I enjoy visiting the websites of churches. Some are very sophisticated, with lots of pictures that flash across the screen very quickly. Others are more antiquated, with lots of words and few graphics.
But it’s not so much the designs I am interested in. I like to try to get a “feel” for a church from its website. Usually, I can tell a lot about a church after spending about 10 minutes on their site.
I was on a site today that described their worship experience as “real”. They went on to explain that they like their music “loud”. I guess the louder you are, the more authentic you must be, at least by that standard. They also said that sermons are delivered by a guy in “blue jeans”. A guy in dress slacks, or khakis, or (God forbid) corduroy just can’t be genuine, I suppose.
Another site I visited recently emphasized that they used the KJV (King James Version) of the Bible in their church. That appears to be very important to them. Not the New KJV, on the NIV or ESV or some other translation, but the good old 1611 KJV. The one that uses “thou” and “thy”, just like the Apostle Paul did in his original letters.
That same site also mentioned that they sing hymns. From a hymnal. Not choruses. Not words displayed on a screen or on the wall. And though they didn't say it, I'm sure that they sing verses 1,2 & 4.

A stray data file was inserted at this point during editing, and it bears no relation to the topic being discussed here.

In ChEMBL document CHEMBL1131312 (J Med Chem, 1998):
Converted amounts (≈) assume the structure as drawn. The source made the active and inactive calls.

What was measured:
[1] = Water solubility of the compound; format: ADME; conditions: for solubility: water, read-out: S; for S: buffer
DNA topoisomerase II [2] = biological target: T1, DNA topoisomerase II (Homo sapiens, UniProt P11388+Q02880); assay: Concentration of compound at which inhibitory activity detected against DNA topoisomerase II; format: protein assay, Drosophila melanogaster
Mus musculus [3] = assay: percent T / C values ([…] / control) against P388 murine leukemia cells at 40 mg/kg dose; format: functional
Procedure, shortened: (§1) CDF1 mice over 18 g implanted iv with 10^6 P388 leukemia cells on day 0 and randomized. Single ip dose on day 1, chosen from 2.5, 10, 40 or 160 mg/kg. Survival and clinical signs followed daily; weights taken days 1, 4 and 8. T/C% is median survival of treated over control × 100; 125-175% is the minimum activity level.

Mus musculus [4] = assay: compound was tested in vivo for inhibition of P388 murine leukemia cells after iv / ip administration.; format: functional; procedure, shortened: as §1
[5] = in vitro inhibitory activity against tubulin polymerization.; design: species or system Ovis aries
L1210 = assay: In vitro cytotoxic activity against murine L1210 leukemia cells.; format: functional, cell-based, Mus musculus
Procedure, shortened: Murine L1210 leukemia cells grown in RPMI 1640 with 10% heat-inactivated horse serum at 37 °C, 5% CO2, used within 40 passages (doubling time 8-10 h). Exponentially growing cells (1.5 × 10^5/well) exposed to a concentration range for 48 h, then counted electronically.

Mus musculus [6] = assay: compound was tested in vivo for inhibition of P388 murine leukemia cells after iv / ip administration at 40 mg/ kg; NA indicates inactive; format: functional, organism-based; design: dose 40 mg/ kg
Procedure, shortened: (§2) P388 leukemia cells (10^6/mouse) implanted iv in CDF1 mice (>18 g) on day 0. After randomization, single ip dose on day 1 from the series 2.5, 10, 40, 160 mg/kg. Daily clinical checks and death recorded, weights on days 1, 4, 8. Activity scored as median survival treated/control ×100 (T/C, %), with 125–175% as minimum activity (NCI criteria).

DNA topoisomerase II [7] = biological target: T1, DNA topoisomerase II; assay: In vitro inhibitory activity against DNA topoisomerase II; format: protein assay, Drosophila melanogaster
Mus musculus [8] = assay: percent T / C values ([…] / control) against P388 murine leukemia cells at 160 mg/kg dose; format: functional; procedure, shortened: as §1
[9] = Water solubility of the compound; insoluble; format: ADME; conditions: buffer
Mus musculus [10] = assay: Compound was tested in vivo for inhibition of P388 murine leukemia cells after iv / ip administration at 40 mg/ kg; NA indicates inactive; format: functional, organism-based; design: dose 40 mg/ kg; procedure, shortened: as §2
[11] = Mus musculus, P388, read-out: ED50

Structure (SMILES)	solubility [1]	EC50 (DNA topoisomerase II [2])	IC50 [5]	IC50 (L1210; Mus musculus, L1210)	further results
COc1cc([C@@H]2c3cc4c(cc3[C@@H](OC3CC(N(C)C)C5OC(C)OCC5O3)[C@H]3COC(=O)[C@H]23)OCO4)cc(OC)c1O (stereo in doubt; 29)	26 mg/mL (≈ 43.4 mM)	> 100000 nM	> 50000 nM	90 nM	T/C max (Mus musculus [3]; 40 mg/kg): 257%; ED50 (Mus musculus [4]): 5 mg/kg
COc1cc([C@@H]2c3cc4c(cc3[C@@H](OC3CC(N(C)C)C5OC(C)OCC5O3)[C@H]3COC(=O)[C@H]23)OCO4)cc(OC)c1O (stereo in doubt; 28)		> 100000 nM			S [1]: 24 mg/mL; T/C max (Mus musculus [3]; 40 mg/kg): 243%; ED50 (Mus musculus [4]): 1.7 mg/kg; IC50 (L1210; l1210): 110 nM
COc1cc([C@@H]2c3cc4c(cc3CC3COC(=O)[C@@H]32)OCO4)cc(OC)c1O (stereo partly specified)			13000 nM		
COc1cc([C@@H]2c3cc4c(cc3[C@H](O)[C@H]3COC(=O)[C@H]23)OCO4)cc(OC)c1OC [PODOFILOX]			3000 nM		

In making these observations, it’s not my intention to be critical. Those of you who are know me know that I spend very little time concerning myself with what other churches or other pastors are doing. I don’t try to build up my ministry or our church by tearing down other ministries and other preachers.
But it is interesting to me to observe the varieties of styles that characterize the Lord’s church today. In the two examples I cited above, the doctrinal statements were very similar. I think that those two churches would be very comparable in what they believe, but they wouldn’t be at all comfortable in how they each carry out ministry. I’m pretty sure that members of neither church would want to spend much time in the other.
This may be, at least in part, what the Apostle Paul had in mind as he said, “…I have become all things to all men so that by all possible means I might save some. I do all this for the sake of the gospel, that I may share in its blessings.” (1 Corinthians 9:22-23)
Paul never suggested that we compromise the Scriptures or water down the truth. He didn’t indicate we should put doctrinal distinctions aside for the sake of unity. But even as he affirmed the essence of the message, he said that we should not get too wrapped up in our methods.
Those things that are considered “cutting edge” today will be “old-fashioned” tomorrow. The style of worship that our kids rave about today will be the things their grandkids groan against 50 years from now. But the strength of the Gospel is the message—whether delivered by a guy in a three piece suit & wingtips or by a guy in jeans and tennis shoes.